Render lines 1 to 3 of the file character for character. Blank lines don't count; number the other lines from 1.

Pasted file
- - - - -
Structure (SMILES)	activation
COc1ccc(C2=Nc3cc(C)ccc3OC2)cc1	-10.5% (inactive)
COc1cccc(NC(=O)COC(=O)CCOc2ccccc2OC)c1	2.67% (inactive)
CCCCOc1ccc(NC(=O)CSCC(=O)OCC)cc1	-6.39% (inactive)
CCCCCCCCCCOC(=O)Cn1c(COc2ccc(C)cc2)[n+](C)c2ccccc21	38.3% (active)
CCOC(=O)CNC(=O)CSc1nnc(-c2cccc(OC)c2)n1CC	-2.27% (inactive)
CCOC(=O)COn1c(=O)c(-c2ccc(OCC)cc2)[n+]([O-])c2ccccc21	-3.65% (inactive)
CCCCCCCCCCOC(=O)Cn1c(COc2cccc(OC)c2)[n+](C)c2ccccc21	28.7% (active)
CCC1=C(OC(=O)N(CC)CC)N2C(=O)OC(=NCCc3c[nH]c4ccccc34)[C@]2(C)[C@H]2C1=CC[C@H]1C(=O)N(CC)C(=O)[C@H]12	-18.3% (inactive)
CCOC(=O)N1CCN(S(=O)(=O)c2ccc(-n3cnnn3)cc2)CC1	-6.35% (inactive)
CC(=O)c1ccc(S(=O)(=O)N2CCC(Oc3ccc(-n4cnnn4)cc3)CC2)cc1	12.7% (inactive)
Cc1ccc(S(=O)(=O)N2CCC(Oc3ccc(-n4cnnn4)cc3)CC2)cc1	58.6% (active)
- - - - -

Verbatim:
Structure (SMILES)	activation
COc1ccc(C2=Nc3cc(C)ccc3OC2)cc1	-10.5% (inactive)
COc1cccc(NC(=O)COC(=O)CCOc2ccccc2OC)c1	2.67% (inactive)